This is only a touch on the subject, and more of a history, but it's the basics. Anything else you're curious about, or any further detail that's needed, just ask.

  • bosi77bosi77 Member Posts: 37
    Thanks for the info. Now I am going to check out costs and see what I can do.
  • airbikebobairbikebob Member Posts: 1
    Ryan: I enjoyed your history of the steam powered vehicles posted a couple of years ago. Do you know of any experiments with coal or wood used for fuel? I am wondering about gasified coal as a fuel. My dad drove a Stanley Steamer in the early years of last century and he loved it. I am also wondering about a turbine rather than a piston engine. We would probably convert a modern conventional vehicle. A small truck might lend its bed for fuel and water storage. Thanks, Bob
  • ray52ray52 Member Posts: 1
    Hi, just noticed the discussion on steam powered cars. I'm from "down under" (Torquay, 100k's sth west of Melbourne in Australia) and I can remember seeing steam powered car on TV within the last 5yrs or so, the inventor/creator died only recently. The man's name was 'Pritchard', I'm sure a Google search with the surname 'Pritchard' and 'steam powered car' would be rewarding.
    I'll watch the discusion with much interest.
  • greenneon2greenneon2 Member Posts: 1
    First, you need to view the four hour mini-series starring Tommy Lee Jones, entitled "The Amazing Howard Hughes" that aired on CBS decades ago, way back in 1977. Hughes once gave it a try, but thought it inpractical, because hot steam could escape in a collision, scalding the driver & any passengers. However, Mr. Stanley, of "Stanley Steamer" fame, did successfully test his vehicles in the Rocky Mountains of Colorado. The "Stanley Hotel" exists in Estes Park, CO today, and proudly displays a "Steamer" car in it's lobby.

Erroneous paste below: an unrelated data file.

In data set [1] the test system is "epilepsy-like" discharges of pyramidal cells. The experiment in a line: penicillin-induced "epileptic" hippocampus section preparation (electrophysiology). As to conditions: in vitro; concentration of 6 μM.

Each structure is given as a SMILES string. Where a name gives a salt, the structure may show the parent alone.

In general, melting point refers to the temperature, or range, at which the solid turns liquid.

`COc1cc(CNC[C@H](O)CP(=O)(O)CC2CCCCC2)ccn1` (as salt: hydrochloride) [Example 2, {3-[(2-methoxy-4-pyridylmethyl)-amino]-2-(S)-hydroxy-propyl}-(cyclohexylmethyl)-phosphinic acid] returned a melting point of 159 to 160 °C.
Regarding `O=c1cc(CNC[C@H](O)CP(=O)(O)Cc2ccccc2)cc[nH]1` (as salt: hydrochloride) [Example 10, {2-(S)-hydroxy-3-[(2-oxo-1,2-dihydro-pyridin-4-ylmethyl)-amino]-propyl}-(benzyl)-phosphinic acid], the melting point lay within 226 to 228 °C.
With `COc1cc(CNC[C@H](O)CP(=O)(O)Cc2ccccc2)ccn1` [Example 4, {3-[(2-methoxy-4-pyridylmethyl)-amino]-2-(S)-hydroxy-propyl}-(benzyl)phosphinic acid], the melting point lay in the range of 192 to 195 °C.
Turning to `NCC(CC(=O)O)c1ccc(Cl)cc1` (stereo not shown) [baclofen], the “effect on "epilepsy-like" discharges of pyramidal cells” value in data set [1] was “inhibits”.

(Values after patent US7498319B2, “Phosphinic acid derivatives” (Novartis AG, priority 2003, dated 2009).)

• Mr_ShiftrightMr_Shiftright Member Posts: 64,481
    Probably the best steam car of all time was the Doble. A Stanley is an old can that boils water compared to a Doble.

    Probably the biggest drawback to steam power is a) you have to use fossil fuel anyway and b) most modern drivers will probably blow themselves up.

    I guess the best combination is nuclear fuel + steam but that's not going to happen on a car.
  • bernie14bernie14 Member Posts: 1
    I am new to this forum. It is very interesting and I don't think to many people think about using steam to power a vehicle or a generator. There don't seem to be to much activity on this forum but I would like to see more on this subject. With all the discussion on EV's, which is not up to par as far as speed and distance goes, steam could be an advantage and I know it takes fuel to produce steam. BUT technology is plentiful today and with the price of gasoline it will push people to experiment with another power source. Here is a web site with maybe a better way to produce steam: I hope to see more experiments on this subject.
    Thanks for your time.
    Bernie ;)
  • mrx100mrx100 Member Posts: 1
    While I am not an engineer & do not play one on T.V. . Why is it that a steam car can't be powered by a system of batterys & a electric water heater? Like the water heater to heat ones home shower. With the current technology of batterys in electric cars. And a system of generators & solar pannels the car could run for practically free. Or am I just a dolt? :confuse:
  • stovebolterstovebolter Member Posts: 53
    A steam car could be powered by an electric boiler, but you'd be limited in range (batteries don't hold nearly as much energy as typical liquid fuels), and you'd be losing a lot in terms of efficiency - it's much easier to start with electricity and convert it directly to motion using a motor than it is to convert the electricity to heat, transfer the heat to water/steam, then run that energy through a steam piston. Each step has losses - particularly when you are dealing with high temperatures, so minimizing the steps helps conserve energy.
  • Mr_ShiftrightMr_Shiftright Member Posts: 64,481
    Maybe electricity could be used to PRE-HEAT a boiler but you'd be very late for the party waiting for electricity to create steam.